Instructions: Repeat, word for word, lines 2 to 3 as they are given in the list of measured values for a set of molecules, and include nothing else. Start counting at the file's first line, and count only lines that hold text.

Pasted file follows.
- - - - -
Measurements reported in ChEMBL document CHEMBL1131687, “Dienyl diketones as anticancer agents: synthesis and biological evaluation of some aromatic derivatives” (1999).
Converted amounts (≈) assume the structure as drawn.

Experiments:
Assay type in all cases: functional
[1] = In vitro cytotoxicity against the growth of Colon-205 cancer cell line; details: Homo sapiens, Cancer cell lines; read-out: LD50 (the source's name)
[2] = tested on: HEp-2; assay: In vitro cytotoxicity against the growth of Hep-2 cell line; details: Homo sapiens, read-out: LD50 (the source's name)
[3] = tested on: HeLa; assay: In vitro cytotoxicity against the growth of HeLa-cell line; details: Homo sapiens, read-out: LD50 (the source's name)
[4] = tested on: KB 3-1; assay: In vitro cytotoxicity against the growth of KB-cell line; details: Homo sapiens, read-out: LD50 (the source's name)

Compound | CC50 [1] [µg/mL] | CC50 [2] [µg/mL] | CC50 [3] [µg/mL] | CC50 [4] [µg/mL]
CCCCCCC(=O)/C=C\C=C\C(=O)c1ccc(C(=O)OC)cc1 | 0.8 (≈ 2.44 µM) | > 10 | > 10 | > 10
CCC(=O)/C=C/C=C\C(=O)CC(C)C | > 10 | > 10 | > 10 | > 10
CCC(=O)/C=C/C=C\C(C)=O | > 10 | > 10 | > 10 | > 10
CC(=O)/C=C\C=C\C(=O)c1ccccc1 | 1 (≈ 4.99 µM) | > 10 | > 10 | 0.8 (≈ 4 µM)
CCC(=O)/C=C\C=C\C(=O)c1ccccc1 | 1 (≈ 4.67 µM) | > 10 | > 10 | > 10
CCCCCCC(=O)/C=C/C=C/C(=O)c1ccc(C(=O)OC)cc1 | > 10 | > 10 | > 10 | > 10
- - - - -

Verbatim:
Converted amounts (≈) assume the structure as drawn.

Experiments: